ON October 21st, 1966, nearly 140,000 cubic yards of black slurry cascaded down the hill above Aberfan.
It destroyed everything it touched, eventually killing 144 people, most of them children sitting in their school classrooms.
The avalanche raced down a steep hill in Aberfan, sucking everything in its path into the chaos: landscape, buildings, an entire schoolhouse.
When David Evans, the owner of a local pub, heard about it from a neighbor, he ran into the street.
“Everything was so quiet, so quiet,” he told historian Gaynor Madgewick. “All I could see was the apex of the roofs.”
The avalanche wasn’t snow—it was coal waste that had slid down a rain-saturated mountainside.
The tragedy in Aberfan would become one of the United Kingdom’s worst mining disasters – and it was completely avoidable.
Despite the magnitude of the calamity, Queen Elizabeth II at first refused to visit the village, sparking criticism in the press and questions about why she wouldn’t go.
Finally, after sending her husband, Prince Philip, in her place for a formal visit, she came to Aberfan eight days after the disaster to survey the damage and speak with survivors.
Nearly four decades later, in 2002, the queen said that not visiting Aberfan immediately after the disaster was “her biggest regret.”
The foundation of the disaster was laid nearly a century before, when the Merthyr Vale Colliery, a coal mine, was opened in the area.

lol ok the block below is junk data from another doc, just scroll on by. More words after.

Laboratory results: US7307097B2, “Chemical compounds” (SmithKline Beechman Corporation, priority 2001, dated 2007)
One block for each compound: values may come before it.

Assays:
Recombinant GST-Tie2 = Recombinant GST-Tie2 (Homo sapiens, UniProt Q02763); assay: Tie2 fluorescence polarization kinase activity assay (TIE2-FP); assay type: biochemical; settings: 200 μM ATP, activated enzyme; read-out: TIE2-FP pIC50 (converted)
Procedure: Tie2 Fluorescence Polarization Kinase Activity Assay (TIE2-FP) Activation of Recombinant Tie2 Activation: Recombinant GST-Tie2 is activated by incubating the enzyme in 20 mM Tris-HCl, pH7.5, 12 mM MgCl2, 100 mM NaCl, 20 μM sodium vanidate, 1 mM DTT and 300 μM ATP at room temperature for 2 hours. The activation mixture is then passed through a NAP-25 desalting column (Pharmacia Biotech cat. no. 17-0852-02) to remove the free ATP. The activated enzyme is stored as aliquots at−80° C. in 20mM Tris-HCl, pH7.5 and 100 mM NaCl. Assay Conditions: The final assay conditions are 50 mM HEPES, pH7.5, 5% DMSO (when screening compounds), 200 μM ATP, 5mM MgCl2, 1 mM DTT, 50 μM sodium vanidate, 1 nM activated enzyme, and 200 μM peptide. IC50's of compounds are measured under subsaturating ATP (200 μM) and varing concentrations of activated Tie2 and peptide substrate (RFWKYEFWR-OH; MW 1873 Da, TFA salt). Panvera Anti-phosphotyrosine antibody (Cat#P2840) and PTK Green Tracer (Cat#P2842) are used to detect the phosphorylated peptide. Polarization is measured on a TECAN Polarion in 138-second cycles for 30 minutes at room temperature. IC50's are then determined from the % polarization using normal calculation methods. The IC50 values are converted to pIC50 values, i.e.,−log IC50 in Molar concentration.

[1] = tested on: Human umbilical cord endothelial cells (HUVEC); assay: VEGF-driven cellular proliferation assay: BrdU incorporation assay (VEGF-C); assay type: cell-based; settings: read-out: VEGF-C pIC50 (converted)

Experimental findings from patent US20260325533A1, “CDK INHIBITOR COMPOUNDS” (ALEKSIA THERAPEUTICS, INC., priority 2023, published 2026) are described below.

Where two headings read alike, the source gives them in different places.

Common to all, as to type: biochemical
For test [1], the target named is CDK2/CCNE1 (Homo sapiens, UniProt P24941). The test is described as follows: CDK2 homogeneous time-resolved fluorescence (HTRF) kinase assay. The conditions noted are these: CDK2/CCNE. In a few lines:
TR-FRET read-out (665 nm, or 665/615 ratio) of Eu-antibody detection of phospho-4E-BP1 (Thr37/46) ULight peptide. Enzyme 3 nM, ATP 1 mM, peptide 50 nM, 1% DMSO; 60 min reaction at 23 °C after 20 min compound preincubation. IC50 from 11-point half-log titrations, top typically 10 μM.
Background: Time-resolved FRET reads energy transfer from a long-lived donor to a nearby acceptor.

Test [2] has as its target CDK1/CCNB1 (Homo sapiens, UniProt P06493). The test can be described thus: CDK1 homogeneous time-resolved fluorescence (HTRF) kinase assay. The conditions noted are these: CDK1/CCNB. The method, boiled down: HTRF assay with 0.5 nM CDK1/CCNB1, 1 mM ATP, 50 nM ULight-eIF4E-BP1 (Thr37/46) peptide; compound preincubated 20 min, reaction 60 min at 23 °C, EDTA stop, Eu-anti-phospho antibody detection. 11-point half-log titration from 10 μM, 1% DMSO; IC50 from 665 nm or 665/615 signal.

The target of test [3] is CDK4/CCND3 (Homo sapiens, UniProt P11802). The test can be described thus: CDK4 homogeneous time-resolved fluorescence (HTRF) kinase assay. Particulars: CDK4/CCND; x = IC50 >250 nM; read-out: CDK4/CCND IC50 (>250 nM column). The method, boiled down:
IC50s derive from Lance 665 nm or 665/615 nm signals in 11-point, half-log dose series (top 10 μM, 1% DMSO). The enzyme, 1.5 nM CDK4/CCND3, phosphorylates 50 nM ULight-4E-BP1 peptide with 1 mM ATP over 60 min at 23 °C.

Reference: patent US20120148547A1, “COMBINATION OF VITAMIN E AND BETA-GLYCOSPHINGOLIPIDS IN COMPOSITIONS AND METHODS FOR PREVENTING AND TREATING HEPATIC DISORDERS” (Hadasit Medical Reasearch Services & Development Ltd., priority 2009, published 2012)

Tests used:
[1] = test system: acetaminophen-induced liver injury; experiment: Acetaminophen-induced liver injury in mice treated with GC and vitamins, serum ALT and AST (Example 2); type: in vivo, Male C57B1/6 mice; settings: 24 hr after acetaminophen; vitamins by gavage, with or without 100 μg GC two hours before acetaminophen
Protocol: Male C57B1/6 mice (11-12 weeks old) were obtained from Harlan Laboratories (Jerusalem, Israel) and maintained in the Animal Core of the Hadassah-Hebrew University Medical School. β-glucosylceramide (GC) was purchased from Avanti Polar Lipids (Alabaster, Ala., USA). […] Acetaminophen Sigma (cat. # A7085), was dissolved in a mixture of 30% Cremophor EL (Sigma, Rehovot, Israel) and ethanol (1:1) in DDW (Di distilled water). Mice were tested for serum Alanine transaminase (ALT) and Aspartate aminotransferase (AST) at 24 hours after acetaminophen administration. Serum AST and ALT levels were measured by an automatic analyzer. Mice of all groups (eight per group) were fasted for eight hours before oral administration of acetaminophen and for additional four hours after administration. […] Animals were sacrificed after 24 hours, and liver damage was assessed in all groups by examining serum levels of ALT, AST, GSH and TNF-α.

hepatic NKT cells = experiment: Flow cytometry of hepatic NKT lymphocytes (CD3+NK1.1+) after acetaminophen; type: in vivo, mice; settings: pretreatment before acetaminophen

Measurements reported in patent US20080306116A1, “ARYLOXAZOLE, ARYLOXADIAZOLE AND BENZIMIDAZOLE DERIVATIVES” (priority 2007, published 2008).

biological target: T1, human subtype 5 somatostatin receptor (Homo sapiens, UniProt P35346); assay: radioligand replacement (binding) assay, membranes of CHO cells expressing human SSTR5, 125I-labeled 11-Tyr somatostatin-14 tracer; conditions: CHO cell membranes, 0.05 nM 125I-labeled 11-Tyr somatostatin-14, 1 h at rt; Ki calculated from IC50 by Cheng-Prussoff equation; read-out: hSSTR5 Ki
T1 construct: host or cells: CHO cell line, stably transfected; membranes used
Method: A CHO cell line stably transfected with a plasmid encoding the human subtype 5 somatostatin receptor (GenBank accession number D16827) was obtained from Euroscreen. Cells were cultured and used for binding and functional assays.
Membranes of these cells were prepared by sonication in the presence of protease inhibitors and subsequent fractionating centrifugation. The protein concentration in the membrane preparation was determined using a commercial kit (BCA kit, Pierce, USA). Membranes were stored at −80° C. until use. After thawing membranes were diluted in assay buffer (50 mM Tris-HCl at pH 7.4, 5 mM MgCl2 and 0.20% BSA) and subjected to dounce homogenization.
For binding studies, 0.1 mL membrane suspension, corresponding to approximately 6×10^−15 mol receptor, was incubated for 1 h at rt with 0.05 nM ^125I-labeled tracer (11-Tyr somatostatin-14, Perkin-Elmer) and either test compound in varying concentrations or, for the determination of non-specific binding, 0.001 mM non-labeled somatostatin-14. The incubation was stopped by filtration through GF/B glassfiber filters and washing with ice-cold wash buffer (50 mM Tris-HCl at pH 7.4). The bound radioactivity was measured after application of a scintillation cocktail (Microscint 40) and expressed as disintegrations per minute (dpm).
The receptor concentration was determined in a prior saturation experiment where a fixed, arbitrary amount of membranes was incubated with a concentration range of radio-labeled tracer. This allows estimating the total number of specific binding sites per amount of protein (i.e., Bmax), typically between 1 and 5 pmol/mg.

Wales had become famous for coal mining during the Industrial Revolution, and at its peak in 1920, 271,000 workers labored in the country’s coal pits. By the 1960s, coal mining was in decline, but was still a lifeline for some 8,000 miners and their families around Aberfan.
Coal mining creates waste, and the waste rock was dumped in a tip. Merthyr Vale had seven tips.
By 1966, the seventh tip, which was begun in 1958, was about 111 feet high and contained nearly 300,000 cubic yards of waste. It was precariously placed on sandstone above a natural spring, which lay on the steep hill above the village.
As mining progressed, the heaps of waste grew and grew. In 1963 and 1964 residents and local officials had raised concerns about the seventh tip’s location with the National Coal Board, which owned and operated the mine.
They were especially worried because the tip was located right above Pantglas Junior School, which was attended by about 240 students.
Those concerns were all too prescient, but the National Coal Board ignored them. “The threat was implicit,” notes the BBC: “make a fuss and the mine would close.”
On October 21, students at Pantglas were only scheduled for a half day of school ahead of a mid-term break. It had been a rainy day, but that wasn’t unusual—not only had it been raining for weeks, but the area got at least 60 inches of rain annually.
As the children congregated for morning assembly, they were excited.
At midday the half-term holiday would begin. Their daily rendition of ‘All Things Bright and Beautiful’ – a hymn written a few miles away in the bucolic tranquillity of the Usk Valley – was postponed that day.
They would sing it before they went home when the head teacher planned to wish her pupils a safe and enjoyable holiday.
The children filed into classrooms.
And so the world turned in Aberfan much as it had done for the past 100 years, when the community burgeoned around the Merthyr Vale colliery which began in 1869.
It happened so quickly that nobody could prepare. Students heard a sound like a jet plane. It was black quicksand burying everything in its path. The slurry hit the school, slamming its walls to rubble and pouring in through the windows. Pipes burst and water began flowing outside the school.